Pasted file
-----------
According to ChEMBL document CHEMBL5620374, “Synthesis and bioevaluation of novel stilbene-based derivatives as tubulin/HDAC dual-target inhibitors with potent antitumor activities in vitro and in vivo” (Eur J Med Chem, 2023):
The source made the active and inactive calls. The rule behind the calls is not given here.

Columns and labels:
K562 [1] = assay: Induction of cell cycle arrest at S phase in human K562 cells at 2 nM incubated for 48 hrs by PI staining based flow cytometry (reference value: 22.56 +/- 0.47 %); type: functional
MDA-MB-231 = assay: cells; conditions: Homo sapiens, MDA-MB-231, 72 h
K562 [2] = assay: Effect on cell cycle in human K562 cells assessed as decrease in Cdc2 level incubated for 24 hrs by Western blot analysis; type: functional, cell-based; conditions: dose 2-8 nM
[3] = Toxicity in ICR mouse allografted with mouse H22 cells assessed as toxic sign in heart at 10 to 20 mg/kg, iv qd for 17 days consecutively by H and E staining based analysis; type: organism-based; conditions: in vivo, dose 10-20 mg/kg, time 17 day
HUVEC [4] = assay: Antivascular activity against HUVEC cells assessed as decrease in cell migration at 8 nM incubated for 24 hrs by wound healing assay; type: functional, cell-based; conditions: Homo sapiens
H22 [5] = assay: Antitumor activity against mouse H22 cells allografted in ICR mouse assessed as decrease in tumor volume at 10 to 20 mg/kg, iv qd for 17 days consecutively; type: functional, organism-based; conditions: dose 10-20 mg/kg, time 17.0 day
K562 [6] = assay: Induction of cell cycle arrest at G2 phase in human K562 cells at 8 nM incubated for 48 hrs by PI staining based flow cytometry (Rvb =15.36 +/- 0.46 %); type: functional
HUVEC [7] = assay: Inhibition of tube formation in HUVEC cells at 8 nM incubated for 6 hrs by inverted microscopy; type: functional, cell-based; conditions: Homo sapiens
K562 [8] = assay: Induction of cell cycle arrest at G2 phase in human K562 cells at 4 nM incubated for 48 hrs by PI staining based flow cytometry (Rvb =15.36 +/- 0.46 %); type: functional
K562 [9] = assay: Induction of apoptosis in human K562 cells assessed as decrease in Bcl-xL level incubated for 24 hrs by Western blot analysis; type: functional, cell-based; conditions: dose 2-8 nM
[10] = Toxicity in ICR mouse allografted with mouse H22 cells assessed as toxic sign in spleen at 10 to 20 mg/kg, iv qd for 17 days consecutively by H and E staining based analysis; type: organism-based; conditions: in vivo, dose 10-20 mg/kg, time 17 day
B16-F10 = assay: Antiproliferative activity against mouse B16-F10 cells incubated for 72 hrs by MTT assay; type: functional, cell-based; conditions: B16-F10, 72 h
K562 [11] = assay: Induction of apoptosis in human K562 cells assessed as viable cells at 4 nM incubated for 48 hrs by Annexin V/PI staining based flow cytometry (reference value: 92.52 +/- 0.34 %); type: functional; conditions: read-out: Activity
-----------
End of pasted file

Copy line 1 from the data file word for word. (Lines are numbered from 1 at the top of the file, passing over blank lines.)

According to ChEMBL document CHEMBL5620374, “Synthesis and bioevaluation of novel stilbene-based derivatives as tubulin/HDAC dual-target inhibitors with potent antitumor activities in vitro and in vivo” (Eur J Med Chem, 2023):